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Immunology of the gut and liver: a love/hate relationship
  1. D H Adams,
  2. B Eksteen,
  3. S M Curbishley
  1. Liver Research Laboratories, MRC Centre for Immune Regulation, Institute for Biomedical Research, University of Birmingham, Birmingham, UK
  1. Professor D H Adams, Liver Research Laboratories, MRC Centre for Immune Regulation, 5th Floor, Institute for Biomedical Research, Wolfson Drive, Medical School, University of Birmingham, Birmingham B15 2TT, UK; d.h.adams{at}

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The gut digests, absorbs and metabolises nutrients whilst also acting as a barrier to pathogens entering from the intestinal lumen. Not all intestinal microbes are harmful and the full development of the gut immune system is shaped by interactions with commensal bacteria in a complex interplay which allows responses to harmless bacteria and nutrients to be suppressed whilst developing protective immune response against pathogens.1 2 Most of these responses occur in the intestinal mucosa and underlying lamina propria; however, transport of nutrients or translocation of pathogens into the portal circulation means that a second level of protection is required in the liver to respond to antigens that evade the gut immune system.3 In addition, pathogens can enter the liver directly via the systemic circulation or from the gut lumen via the biliary epithelium. Immune responses in the gut and to a lesser extent liver are well-described but the mechanisms that control immunological cross-talk between these two linked sites are only beginning to be elucidated.4 They provide insights into the pathogenesis of diseases that affect both sites including infections and inflammatory bowel disease (IBD).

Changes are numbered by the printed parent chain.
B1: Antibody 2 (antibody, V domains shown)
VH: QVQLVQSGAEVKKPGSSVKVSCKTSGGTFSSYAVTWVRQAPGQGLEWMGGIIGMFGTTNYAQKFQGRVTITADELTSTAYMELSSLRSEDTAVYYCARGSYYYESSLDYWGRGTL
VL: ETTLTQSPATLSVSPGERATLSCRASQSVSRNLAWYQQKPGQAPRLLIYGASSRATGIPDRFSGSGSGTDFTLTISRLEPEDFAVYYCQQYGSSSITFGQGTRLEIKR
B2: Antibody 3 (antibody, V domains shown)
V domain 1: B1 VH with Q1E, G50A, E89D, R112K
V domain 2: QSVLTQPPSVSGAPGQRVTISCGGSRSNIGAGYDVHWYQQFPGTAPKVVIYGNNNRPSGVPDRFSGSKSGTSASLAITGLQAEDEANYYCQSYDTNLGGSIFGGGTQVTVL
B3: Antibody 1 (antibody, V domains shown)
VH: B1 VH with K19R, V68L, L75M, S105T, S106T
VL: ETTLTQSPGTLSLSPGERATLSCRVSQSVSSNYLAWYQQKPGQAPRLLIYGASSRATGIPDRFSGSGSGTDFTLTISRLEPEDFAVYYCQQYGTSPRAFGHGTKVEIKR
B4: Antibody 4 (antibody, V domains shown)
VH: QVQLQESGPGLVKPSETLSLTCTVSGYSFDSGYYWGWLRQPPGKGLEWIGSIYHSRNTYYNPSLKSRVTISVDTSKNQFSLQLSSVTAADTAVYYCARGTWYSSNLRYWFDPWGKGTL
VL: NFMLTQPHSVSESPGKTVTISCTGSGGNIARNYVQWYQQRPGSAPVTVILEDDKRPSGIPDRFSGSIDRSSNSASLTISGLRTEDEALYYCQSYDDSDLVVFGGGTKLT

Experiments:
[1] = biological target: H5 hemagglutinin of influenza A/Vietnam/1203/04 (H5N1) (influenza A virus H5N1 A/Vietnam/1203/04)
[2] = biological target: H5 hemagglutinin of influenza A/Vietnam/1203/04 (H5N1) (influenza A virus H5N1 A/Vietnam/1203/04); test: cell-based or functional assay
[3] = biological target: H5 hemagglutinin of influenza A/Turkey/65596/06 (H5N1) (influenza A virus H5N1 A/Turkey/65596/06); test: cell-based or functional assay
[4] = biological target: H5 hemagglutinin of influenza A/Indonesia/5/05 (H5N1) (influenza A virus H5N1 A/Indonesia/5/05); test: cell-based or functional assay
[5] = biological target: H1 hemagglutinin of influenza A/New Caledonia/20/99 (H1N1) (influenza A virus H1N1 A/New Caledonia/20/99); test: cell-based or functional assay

Antigen recognition and acquired intestinal immune responses

The mucosal barrier provides the first line of protection against intestinal pathogens.5 It consists of a mucus layer rich in anti-bacterial substances,6 immunoglobulin A (IgA)7 and commensal bacteria. The epithelial tight junctions prevent bacterial translocation and pathogen-recognition receptors, including toll-like receptors (TLRs) and nucleotide-binding oligomerisation domain (NOD) molecules, sense potentially harmful antigens and trigger innate immune responses.8 9 The critical function of these receptors is demonstrated by the association of Crohn’s disease with mutations that disrupt the functioning of NOD2.10

Antigens that penetrate the mucosal barrier are sampled and processed by specialised antigen presenting cells (APCs) called dendritic cells (DCs) and carried via lymphatics to draining mesenteric lymph nodes …

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  • Funding: This work was supported by grants from the Medical Research Council, Core UK, the Wellcome Trust and the European Commission.

  • Competing interests: None.